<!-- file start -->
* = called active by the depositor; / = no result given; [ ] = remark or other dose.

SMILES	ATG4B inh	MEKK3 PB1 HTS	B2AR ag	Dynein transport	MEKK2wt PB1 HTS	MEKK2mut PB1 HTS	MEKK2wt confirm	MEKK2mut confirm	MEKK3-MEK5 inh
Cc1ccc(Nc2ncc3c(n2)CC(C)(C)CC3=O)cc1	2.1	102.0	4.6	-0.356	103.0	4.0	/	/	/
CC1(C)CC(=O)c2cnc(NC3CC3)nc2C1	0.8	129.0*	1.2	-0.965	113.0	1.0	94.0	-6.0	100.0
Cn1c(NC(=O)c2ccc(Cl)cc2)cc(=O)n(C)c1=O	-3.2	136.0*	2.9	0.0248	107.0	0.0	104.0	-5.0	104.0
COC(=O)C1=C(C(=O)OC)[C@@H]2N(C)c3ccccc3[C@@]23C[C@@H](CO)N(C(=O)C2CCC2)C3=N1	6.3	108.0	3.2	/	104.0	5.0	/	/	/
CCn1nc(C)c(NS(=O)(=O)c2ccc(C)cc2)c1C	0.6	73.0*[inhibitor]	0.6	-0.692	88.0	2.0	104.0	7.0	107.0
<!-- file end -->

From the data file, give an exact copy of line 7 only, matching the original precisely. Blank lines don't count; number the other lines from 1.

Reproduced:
CCn1nc(C)c(NS(=O)(=O)c2ccc(C)cc2)c1C	0.6	73.0*[inhibitor]	0.6	-0.692	88.0	2.0	104.0	7.0	107.0